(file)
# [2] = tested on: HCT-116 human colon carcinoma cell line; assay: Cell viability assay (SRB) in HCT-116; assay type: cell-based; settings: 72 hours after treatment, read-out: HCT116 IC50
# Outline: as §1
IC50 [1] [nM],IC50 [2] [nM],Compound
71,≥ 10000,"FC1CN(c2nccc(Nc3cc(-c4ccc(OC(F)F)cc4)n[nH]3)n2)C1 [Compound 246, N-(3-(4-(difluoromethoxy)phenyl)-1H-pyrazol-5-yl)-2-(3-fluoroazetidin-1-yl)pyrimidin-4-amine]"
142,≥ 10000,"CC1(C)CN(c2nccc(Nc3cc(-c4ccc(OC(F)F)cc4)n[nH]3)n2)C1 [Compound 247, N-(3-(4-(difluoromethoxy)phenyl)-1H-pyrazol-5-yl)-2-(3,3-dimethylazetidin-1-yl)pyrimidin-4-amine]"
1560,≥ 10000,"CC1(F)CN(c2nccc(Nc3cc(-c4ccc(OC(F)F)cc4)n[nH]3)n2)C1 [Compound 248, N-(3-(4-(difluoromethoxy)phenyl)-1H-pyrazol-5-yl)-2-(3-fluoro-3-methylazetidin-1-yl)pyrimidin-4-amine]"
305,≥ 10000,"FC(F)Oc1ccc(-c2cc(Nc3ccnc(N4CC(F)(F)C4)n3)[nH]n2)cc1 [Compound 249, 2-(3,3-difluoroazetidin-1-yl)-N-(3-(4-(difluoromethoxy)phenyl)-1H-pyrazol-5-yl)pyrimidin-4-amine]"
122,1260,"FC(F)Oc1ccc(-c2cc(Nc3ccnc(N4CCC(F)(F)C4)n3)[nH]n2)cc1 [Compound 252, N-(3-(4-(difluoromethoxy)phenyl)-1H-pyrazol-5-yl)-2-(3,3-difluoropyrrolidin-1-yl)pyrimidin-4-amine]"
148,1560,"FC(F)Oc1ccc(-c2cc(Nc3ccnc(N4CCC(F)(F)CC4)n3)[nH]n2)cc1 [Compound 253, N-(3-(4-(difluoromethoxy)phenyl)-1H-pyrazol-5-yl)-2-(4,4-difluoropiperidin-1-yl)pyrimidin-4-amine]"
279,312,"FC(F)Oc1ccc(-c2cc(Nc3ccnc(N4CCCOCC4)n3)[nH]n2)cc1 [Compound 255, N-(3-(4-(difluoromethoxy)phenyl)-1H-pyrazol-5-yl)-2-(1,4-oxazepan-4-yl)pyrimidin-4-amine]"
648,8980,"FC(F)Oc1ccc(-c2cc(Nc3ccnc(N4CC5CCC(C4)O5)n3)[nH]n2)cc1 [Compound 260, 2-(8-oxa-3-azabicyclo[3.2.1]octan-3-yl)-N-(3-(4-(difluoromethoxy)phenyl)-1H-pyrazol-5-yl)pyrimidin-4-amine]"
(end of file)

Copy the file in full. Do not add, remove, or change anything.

# [2] = tested on: HCT-116 human colon carcinoma cell line; assay: Cell viability assay (SRB) in HCT-116; assay type: cell-based; settings: 72 hours after treatment, read-out: HCT116 IC50
# Outline: as §1
IC50 [1] [nM],IC50 [2] [nM],Compound
71,≥ 10000,"FC1CN(c2nccc(Nc3cc(-c4ccc(OC(F)F)cc4)n[nH]3)n2)C1 [Compound 246, N-(3-(4-(difluoromethoxy)phenyl)-1H-pyrazol-5-yl)-2-(3-fluoroazetidin-1-yl)pyrimidin-4-amine]"
142,≥ 10000,"CC1(C)CN(c2nccc(Nc3cc(-c4ccc(OC(F)F)cc4)n[nH]3)n2)C1 [Compound 247, N-(3-(4-(difluoromethoxy)phenyl)-1H-pyrazol-5-yl)-2-(3,3-dimethylazetidin-1-yl)pyrimidin-4-amine]"
1560,≥ 10000,"CC1(F)CN(c2nccc(Nc3cc(-c4ccc(OC(F)F)cc4)n[nH]3)n2)C1 [Compound 248, N-(3-(4-(difluoromethoxy)phenyl)-1H-pyrazol-5-yl)-2-(3-fluoro-3-methylazetidin-1-yl)pyrimidin-4-amine]"
305,≥ 10000,"FC(F)Oc1ccc(-c2cc(Nc3ccnc(N4CC(F)(F)C4)n3)[nH]n2)cc1 [Compound 249, 2-(3,3-difluoroazetidin-1-yl)-N-(3-(4-(difluoromethoxy)phenyl)-1H-pyrazol-5-yl)pyrimidin-4-amine]"
122,1260,"FC(F)Oc1ccc(-c2cc(Nc3ccnc(N4CCC(F)(F)C4)n3)[nH]n2)cc1 [Compound 252, N-(3-(4-(difluoromethoxy)phenyl)-1H-pyrazol-5-yl)-2-(3,3-difluoropyrrolidin-1-yl)pyrimidin-4-amine]"
148,1560,"FC(F)Oc1ccc(-c2cc(Nc3ccnc(N4CCC(F)(F)CC4)n3)[nH]n2)cc1 [Compound 253, N-(3-(4-(difluoromethoxy)phenyl)-1H-pyrazol-5-yl)-2-(4,4-difluoropiperidin-1-yl)pyrimidin-4-amine]"
279,312,"FC(F)Oc1ccc(-c2cc(Nc3ccnc(N4CCCOCC4)n3)[nH]n2)cc1 [Compound 255, N-(3-(4-(difluoromethoxy)phenyl)-1H-pyrazol-5-yl)-2-(1,4-oxazepan-4-yl)pyrimidin-4-amine]"
648,8980,"FC(F)Oc1ccc(-c2cc(Nc3ccnc(N4CC5CCC(C4)O5)n3)[nH]n2)cc1 [Compound 260, 2-(8-oxa-3-azabicyclo[3.2.1]octan-3-yl)-N-(3-(4-(difluoromethoxy)phenyl)-1H-pyrazol-5-yl)pyrimidin-4-amine]"